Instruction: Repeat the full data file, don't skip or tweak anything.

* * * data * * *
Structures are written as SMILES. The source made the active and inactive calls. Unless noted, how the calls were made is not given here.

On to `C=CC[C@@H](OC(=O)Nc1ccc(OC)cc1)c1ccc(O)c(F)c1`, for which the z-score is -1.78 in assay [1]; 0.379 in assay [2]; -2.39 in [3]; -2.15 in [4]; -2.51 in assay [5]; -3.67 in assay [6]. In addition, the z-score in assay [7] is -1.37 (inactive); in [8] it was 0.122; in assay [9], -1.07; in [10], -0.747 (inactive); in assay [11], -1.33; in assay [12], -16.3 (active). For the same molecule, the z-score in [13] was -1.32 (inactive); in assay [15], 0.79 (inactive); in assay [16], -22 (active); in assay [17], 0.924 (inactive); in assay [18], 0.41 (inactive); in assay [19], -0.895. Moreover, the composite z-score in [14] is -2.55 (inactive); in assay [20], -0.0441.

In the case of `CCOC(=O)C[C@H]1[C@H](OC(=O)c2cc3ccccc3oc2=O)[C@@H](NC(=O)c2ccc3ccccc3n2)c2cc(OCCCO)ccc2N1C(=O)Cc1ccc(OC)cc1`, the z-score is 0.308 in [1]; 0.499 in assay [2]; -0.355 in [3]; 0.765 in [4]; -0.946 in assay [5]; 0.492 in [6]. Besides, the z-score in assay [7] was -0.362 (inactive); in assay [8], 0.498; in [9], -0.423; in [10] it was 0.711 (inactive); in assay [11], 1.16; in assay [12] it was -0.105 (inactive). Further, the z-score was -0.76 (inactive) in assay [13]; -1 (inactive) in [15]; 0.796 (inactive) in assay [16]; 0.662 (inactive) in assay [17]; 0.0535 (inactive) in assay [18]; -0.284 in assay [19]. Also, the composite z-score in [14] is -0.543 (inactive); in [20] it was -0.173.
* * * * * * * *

Structures are written as SMILES. The source made the active and inactive calls. Unless noted, how the calls were made is not given here.

On to `C=CC[C@@H](OC(=O)Nc1ccc(OC)cc1)c1ccc(O)c(F)c1`, for which the z-score is -1.78 in assay [1]; 0.379 in assay [2]; -2.39 in [3]; -2.15 in [4]; -2.51 in assay [5]; -3.67 in assay [6]. In addition, the z-score in assay [7] is -1.37 (inactive); in [8] it was 0.122; in assay [9], -1.07; in [10], -0.747 (inactive); in assay [11], -1.33; in assay [12], -16.3 (active). For the same molecule, the z-score in [13] was -1.32 (inactive); in assay [15], 0.79 (inactive); in assay [16], -22 (active); in assay [17], 0.924 (inactive); in assay [18], 0.41 (inactive); in assay [19], -0.895. Moreover, the composite z-score in [14] is -2.55 (inactive); in assay [20], -0.0441.

In the case of `CCOC(=O)C[C@H]1[C@H](OC(=O)c2cc3ccccc3oc2=O)[C@@H](NC(=O)c2ccc3ccccc3n2)c2cc(OCCCO)ccc2N1C(=O)Cc1ccc(OC)cc1`, the z-score is 0.308 in [1]; 0.499 in assay [2]; -0.355 in [3]; 0.765 in [4]; -0.946 in assay [5]; 0.492 in [6]. Besides, the z-score in assay [7] was -0.362 (inactive); in assay [8], 0.498; in [9], -0.423; in [10] it was 0.711 (inactive); in assay [11], 1.16; in assay [12] it was -0.105 (inactive). Further, the z-score was -0.76 (inactive) in assay [13]; -1 (inactive) in [15]; 0.796 (inactive) in assay [16]; 0.662 (inactive) in assay [17]; 0.0535 (inactive) in assay [18]; -0.284 in assay [19]. Also, the composite z-score in [14] is -0.543 (inactive); in [20] it was -0.173.